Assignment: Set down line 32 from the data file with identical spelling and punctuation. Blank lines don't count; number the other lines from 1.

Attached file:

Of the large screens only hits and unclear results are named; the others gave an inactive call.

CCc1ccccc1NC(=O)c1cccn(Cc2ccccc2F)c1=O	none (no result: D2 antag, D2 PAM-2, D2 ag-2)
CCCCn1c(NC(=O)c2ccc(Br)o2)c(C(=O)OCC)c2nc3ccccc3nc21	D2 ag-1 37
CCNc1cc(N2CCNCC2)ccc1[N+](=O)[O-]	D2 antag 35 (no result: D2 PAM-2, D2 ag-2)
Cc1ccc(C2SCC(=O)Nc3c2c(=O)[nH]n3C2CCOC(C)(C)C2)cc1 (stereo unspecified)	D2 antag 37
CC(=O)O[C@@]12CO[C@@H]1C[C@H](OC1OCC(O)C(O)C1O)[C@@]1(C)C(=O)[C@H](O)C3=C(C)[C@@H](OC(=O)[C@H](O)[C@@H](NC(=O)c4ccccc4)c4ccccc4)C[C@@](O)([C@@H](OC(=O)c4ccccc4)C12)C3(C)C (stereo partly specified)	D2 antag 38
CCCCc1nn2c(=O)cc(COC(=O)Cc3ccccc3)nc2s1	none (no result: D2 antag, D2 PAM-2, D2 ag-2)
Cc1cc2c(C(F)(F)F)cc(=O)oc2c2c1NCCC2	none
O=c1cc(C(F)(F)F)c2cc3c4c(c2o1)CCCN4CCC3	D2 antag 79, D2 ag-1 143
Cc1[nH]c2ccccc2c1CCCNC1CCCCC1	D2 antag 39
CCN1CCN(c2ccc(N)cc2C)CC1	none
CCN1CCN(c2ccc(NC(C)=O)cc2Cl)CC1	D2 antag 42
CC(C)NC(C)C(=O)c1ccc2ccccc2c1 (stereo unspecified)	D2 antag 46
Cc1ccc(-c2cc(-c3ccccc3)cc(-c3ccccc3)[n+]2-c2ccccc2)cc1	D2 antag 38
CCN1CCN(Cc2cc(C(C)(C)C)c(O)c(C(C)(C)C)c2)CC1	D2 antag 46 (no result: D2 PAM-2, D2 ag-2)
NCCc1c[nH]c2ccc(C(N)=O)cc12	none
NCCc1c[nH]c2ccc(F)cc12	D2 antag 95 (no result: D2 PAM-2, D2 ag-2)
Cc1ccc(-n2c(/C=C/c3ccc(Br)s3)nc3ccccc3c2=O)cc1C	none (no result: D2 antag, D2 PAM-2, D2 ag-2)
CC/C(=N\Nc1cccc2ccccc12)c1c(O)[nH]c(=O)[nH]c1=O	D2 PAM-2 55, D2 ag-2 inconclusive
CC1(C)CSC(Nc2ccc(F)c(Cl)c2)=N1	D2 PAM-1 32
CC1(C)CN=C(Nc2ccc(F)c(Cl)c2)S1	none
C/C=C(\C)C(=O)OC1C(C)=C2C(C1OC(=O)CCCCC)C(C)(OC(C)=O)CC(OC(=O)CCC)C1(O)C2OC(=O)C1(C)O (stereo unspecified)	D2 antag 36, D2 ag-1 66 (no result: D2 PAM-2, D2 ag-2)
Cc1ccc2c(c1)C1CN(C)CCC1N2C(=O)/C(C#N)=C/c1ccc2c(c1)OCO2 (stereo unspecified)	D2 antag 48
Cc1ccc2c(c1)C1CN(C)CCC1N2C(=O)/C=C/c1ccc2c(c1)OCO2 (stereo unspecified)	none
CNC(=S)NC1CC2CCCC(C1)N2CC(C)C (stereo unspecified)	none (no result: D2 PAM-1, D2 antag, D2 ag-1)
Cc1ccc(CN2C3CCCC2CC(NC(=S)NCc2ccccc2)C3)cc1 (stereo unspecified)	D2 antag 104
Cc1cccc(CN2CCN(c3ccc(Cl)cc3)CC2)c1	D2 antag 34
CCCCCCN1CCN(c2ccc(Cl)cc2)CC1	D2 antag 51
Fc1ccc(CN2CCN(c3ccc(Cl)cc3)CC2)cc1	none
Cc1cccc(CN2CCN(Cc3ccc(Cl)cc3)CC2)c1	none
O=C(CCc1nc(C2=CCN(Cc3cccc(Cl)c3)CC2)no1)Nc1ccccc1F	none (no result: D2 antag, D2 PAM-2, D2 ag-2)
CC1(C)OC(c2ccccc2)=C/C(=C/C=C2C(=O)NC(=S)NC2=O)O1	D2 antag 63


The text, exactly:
CC1(C)OC(c2ccccc2)=C/C(=C/C=C2C(=O)NC(=S)NC2=O)O1	D2 antag 63